Rising above the desire to destroy our enemies…opens us up to present joys


Rising above the desire to destroy our enemies…opens us up to present joys

I’ve just read an article about a man in Migori County, Kenya, who has been locked up for 4 years in his own home.  In 2016 he developed some disability and the family locked his door, opening it only to give food.  His wife left him due to the disability.

I was thinking to myself: that is a tough thing to forgive, and pray for the abusers!  Then I thought about the few people around the world who have been reported in the media, to have forgiven the persons who killed their son or daughter.  Then there are those people falsely imprisoned for many years and finally released as innocent men.  Or parents of abused children who struggle to forgive abusers

It seems unfair and impossible to forgive.  Revenge, murder, torture might run through our minds.  Part of our worldly (I won’t say human) feelings is that the people who did these things must be punished, deeply wounded, made to suffer, etc.  I won’t say human feelings because true humanity is in the image and likeness of God.

The Holy Spirit works in mysterious ways because I also read today my daily piece on St Eugene de Mazenod – Founder of the Oblates – writing to his Mum 26-July-1837.
She was annoyed that her grandson had decided to join religious life and, secondly, that he had chosen to join the Jesuits instead of the Oblates.  Eugene says:

“Nothing more natural, my dear mother, than the feelings Louis’ decision had brought on you. I understand your upset, and up to a point I share it; but pardon me for saying they are excessive in your caseAfter first allowing nature to express itself, one must learn to calm oneself and see things ultimately with the eyes of faith, in a supernatural way.”

The first sentence made me laugh!  His mother was very annoyed when St Eugene joined religious life, but once it happened she wanted him to be a Bishop!  (See link below for the full daily text about St Eugene’s life.)  I included the second sentence because it wonderfully expresses the path that Christ calls us to in today’s Gospel:

But I say this to you: offer the wicked man no resistance … & … love your enemies and pray for those who persecute you; in this way you will be sons of your Father in heaven…”
Sounds good, but very hard to consider it proper!!  It basically means forgive them.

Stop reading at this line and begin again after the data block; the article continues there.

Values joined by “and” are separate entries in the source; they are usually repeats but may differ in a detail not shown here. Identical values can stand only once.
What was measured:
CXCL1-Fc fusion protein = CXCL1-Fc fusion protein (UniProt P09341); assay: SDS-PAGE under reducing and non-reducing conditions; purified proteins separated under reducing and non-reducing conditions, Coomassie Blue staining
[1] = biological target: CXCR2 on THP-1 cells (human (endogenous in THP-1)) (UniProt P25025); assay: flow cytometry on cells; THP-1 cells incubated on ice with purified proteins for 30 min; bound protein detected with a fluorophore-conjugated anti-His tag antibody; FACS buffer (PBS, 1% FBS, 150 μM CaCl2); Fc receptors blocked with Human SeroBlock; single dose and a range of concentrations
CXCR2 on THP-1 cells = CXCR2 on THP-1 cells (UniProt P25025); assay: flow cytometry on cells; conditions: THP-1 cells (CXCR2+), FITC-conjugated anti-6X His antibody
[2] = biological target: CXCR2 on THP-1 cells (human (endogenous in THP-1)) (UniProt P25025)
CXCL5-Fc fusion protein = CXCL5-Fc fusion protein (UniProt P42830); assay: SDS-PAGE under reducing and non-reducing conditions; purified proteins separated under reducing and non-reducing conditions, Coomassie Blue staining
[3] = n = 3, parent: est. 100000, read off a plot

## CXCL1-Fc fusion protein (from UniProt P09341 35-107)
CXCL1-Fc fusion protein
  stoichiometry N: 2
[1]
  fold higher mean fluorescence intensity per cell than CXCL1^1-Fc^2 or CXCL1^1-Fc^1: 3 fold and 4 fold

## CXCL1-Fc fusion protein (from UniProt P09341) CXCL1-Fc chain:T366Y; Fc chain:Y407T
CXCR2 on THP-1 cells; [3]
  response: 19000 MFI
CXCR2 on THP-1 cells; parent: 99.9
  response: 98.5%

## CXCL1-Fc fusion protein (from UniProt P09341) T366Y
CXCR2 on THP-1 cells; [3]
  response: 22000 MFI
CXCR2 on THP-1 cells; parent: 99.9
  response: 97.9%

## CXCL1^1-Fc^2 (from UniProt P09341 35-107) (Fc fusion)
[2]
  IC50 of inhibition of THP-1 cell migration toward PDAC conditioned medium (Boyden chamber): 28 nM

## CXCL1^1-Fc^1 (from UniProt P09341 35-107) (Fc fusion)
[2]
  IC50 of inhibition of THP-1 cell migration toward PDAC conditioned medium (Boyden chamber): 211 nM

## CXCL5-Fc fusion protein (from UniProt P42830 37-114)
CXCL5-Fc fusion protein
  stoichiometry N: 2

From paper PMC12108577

I think many people can agree that forgiving others and moving on is more about setting ourselves free, even if it sets the other person free.  When we can’t forgive, we usually can’t forget, either: meaning that we constantly think about the issue, getting angry, losing focus on our life and hurting those close to us by our words, our drinking, etc.

So that, by not forgiving we can destroy our own lives.  Like many things in life we have to break food down into bite sized pieces so we don’t choke on it.

Let us follow the pattern of Jesus’ way of speaking by suggesting this:  for anything less than murder, or less than physical, emotional or sexual abuse, let’s decide to forgive and move on by praying for them:  what they did to us is about them, not about us.

They are sick: our prayers are a form of medicine.  It means we are doing something positive, and by doing so we rise above the pain of wrong-doing by the other.  We remind ourselves that we are good.

If we practice praying for the other, our lives will slowly be transformed by these smaller incidents of hurt that we receive from others.  Then, when something really bad happens, we are already well on the way to being able to forgive them.

The Supernatural Way that St Eugene is about seeing each person as our brother, sister, mother or father, rather than strangers.  In that sense, although family disputes are common, there is a greater reason to try again: family ties are how we survive in tough times.

I felt like laughing when I read this in today’s reading from St Paul: “Make no mistake about it: if any one of you thinks of himself as wise, in the ordinary sense of the word, then he must learn to be a fool before he really can be wise.”

This wisdom helps define the task we have before us: worldly speaking, it is foolish to pray for your enemies, except that they be destroyed!  Perhaps, knowing that what is being asked of us is counter-cultural, might make it a challenge rather than a burden: a challenge to build up our community: ready for the difficulties of tomorrow!

(P.S.  I have some helpful reflection material for those who would like some assistance.)

By Gerard Conlan, OMI